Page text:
Kerry will get the endorsement of the AFL-CIO at a meeting of union leaders Thursday. The AFL-CIO, comprised of 64 unions representing more than 13 million U.S. workers, is planning an unprecedented effort to mobilize their members to vote for the Massachusetts senator.
Edwards on Thursday will make his first public appearance since the Democratic race became a two-man affair, after the departure of Howard Dean, CBS News Correspondent Jim Axelrod reports.
Edwards has fueled his surge with a job-centered message aimed at the working man.
"My dad worked at the textile mill to put food on our table. Today the mills are gone and so are our jobs," he said.
He plans to continue his criticism of Kerry for voting for the 1993 North American Free Trade Agreement that many workers blame for job losses. Edwards said he opposed NAFTA during his 1998 Senate campaign.
"As Senator Kerry himself has pointed out many times during this campaign, records matter," Edwards said. "I think there is a significant difference between us on this issue."
But Kerry said he and Edwards have the same policy on trade. Both voted for normalized trade relations with China and both want to see labor and environmental standards addressed in trade pacts, he said.
Although Edwards said he would have voted against NAFTA, Kerry said: "He wasn't in the Senate back then. I don't know where he registered his vote, but it wasn't in the Senate."
Kerry will pick up the AFL-CIO's endorsement despite his support for free trade, blamed by the unions for eroding their memberships and sending millions of jobs to other countries. But the unions are eager to show a united front headed into November's election after a bruising primary that used millions of labor dollars and exposed deep cracks in the movement.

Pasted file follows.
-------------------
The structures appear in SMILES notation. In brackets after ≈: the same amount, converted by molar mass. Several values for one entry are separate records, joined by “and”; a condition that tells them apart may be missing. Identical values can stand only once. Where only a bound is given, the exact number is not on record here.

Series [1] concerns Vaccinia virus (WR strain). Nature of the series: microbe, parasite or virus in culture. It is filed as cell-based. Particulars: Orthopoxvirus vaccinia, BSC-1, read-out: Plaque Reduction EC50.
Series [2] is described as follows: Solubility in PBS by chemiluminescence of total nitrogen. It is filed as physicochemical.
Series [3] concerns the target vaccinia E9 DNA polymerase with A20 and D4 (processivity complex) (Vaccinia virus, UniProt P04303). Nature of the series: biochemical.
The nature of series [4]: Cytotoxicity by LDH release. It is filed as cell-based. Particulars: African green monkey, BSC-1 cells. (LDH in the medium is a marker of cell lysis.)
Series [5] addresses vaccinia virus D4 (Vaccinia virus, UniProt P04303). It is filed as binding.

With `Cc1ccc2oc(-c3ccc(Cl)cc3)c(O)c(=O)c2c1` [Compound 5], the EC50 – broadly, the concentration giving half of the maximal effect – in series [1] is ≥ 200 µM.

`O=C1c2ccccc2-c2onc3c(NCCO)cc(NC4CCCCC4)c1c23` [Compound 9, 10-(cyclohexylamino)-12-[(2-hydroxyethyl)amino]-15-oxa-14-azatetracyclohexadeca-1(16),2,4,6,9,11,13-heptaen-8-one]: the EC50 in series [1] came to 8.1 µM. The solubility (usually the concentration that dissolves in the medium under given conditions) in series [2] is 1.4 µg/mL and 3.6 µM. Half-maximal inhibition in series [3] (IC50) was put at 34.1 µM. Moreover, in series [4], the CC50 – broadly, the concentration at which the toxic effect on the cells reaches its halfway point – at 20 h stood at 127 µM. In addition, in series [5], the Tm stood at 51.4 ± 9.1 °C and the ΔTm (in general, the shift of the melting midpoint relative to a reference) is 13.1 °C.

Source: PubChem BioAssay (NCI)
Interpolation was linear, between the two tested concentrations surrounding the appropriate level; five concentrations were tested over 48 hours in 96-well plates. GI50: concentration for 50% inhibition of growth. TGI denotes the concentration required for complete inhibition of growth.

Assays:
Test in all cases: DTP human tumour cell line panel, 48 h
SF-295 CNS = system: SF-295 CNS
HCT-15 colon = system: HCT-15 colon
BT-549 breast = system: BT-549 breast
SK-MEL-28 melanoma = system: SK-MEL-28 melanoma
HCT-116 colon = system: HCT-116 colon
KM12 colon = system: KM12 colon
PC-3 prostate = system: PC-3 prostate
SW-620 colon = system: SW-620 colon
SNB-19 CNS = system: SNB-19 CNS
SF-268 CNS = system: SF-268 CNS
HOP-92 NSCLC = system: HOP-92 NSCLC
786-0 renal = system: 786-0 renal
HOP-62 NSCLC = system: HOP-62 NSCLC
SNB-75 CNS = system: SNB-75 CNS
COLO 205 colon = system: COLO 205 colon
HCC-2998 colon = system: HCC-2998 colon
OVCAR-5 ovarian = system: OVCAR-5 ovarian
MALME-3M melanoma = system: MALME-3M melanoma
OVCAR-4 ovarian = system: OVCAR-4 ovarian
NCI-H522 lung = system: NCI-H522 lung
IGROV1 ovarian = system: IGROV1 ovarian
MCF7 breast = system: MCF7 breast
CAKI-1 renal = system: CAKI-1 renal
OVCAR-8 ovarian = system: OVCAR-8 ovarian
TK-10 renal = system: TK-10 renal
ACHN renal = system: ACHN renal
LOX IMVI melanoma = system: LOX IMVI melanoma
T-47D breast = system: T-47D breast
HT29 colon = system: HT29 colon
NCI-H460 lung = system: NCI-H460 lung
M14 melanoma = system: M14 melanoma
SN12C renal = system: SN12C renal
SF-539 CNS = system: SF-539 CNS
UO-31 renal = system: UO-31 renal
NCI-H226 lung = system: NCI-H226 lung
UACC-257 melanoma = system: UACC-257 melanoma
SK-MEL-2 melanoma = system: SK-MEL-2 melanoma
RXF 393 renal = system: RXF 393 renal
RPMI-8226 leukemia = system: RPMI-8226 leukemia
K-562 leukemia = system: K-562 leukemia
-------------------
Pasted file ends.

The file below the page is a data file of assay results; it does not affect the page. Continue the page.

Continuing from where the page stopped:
Teamsters President James P. Hoffa said Kerry has evolved on the issue of trade and has the best chance of beating President Bush.
"He might not be there yet, but I think the more he campaigns, the more he realizes this entire election is going to come down to jobs," Hoffa said in an Associated Press interview Wednesday. "I think he's moving towards that. Everybody evolves."
The Teamsters originally supported Dick Gephardt for president. But the Missouri congressman dropped out after a poor showing in the Iowa caucuses, leaving the Teamsters and 18 other unions that formed the Alliance for Economic Justice with nowhere else to go.
Hoffa said the Teamsters can waver on the trade issue for a candidate with "a total package" who can win in November.
Edwards gave Kerry a scare in Wisconsin's primary Tuesday after highlighting his opposition to NAFTA and Kerry's vote for it. Edwards plans to continue the criticism as the two head toward upcoming nominating contests in Ohio, New York and Georgia.
Kerry, while in Wisconsin, often faced questions about his support of free trade and the movement of jobs overseas. The trend continued Wednesday in Ohio, which Kerry said has lost 160,000 manufacturing jobs since Mr. Bush took office.
A woman at a town hall meeting in Dayton said her husband works alongside employees imported from India who will work for a lower wage. Another man talked about his father and grandfather fighting in wars against communism, only to see American companies opening shop in communist countries. Another woman said "fair trade versus free trade" would make the biggest difference in the economy.
In Dayton and in Columbus, Kerry was applauded after promising to review all trade agreements, if elected, to check for worker and environmental protections.
"I pledge to you that we will have not just trade, but smart trade, fair trade, trade where we are giving the American worker a fair playing field to compete on," Kerry said at the Plumbers and Pipefitters Hall in Columbus.
For his part, Edwards is facing a test of his coast-to-coast viability. So far, he has done best where he can concentrate on one state at a time. Super Tuesday on March 2 will have him facing voters in California, Connecticut, Georgia, Maryland, Massachusetts, Minnesota, New York, Ohio, Rhode Island and Vermont — with more than a quarter of the total Democratic delegates at stake.
Those will follow the contests on Feb. 24, when Hawaii, Idaho and Utah vote, with far fewer delegates on the table.